Anyway, what I’m talking about is a low-key, local little venture. The books you linked to aren’t available in Taiwan, and if they were, would be overpriced. Lots of foreigners publish little textbooks with little publishing companies available only for the domestic Taiwanese market. I’m not competing with giant multinational corporations with overpaid hacks like this Pearson guy, anymore than Hartzell and Poagoa are - we’re all just big fish in a little pond. Many Taiwanese schools like to obtain their textbooks from little local publishing companies with locally produced material because it’s cheaper. I’ve seen English teachers who could barely write their way out of a Bad Hemingway/Faulkner contest knock out thousands of copies of crappy English textbooks. So, I can’t do any worse than the rest of y’all at this scam.

[quote=“mod lang”]I’m sure that with the publishing industry in Taiwan, like most industries, success depends more on knowing the right codes and guanxi than actual competence or talent (I mean, sheesh, look at the so-called English books you browse through in Caves - anyone could do better than that!)

Anyway, what I’m talking about is a low-key, local little venture. The books you linked to aren’t available in Taiwan, and if they were, would be overpriced. Lots of foreigners publish little textbooks with little publishing companies available only for the domestic Taiwanese market. I’m not competing with giant multinational corporations with overpaid hacks like this Pearson guy, anymore than Hartzell and Poagao are - we’re all just big fish in a little pond. Many Taiwanese schools like to obtain their textbooks from little local publishing companies with locally produced material because it’s cheaper. I’ve seen English teachers who could barely write their way out of a Bad Hemingway/Faulkner contest knock out thousands of copies of crappy English textbooks. So, I can’t do any worse than the rest of y’all at this scam.[/quote]

Mod,

I work for Caves and have two suggestions.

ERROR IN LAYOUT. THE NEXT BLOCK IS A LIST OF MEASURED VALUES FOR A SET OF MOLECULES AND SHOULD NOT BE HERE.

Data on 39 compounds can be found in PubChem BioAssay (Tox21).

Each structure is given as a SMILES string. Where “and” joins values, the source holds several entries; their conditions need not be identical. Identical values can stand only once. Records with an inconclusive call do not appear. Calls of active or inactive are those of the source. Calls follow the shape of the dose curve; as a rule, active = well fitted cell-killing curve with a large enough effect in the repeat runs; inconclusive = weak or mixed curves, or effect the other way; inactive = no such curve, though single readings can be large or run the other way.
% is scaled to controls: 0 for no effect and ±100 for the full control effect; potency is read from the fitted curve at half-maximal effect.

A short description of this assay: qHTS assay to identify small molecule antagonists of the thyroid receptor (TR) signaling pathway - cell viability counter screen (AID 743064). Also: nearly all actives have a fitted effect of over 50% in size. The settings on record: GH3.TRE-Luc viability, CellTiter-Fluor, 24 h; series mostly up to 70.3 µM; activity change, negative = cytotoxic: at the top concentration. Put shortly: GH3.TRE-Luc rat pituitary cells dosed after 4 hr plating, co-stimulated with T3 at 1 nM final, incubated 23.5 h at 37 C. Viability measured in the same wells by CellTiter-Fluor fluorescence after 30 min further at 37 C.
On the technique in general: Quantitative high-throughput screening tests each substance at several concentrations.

Firstly, you are right that much of the locally published EFL material is inferior to that from overseas, even when written by good foreign authors. The end product seldom looks like the author’s vision because of the constraints we publishers are under. Sadly, the books are not written for the students. I get to review plenty of book proposals, and if I had a dollar for every time an author has said their work is

There are some very good books being put out on a small scale. We are using a set of phonics books written by a guy here in Kaohsiung that are outstanding. He doesn’t even try to market them island wide(though he does have several schools that use them) because they are a bit ugly. But the phonics series really works. It’s sad because the best material out there doesn’t get the exposure that it should get.

[quote=“mod lang”]
The vast majority of the material the EFL industry churns out is garbage that any idiot could pump out in 15 minutes. Writing English textbook material is a hell of a lot easier than teaching English in a buxiban, I’ll tell you that - you try both and tell me which one’s more stressful. I’m not exactly impressed by the material I see peddled as EFL product around here. I can write better than 90% of the hacks in the Taiwanese EFL industry - it’s no great difficulty, it’s a job that anyone with native English fluency can do with a little effort, same as teaching in a buxiban…[/quote]

Care to put your money where your mouth is? I’ll gladly put you through the process of proposing your materials to be published on the local market. Reread Soddom’s post very carefully and PM me should you like to submit or have some questions.

You could be right. Perhaps with all your schools you could act as an intermediary sales agent and run workshops to promote the ‘good’ materials. This could be a boon for you if you played your cards right.

Can I get in on this bet also? Let me think a bit and will PM you, if that’s okay?

Please do, DB! I’d be more than happy to.

Other threads about publishing EFL/ESL material:

[Publish my own book?
[Publish my own book?

Anybody want to merge?

Iris :notworthy: :notworthy:

Joy has already published a children’s version of Aesop’s Fables.

Mod Lang,

Try Crane.They advertised less than a month ago looking for exactly the kind of material you are discussing.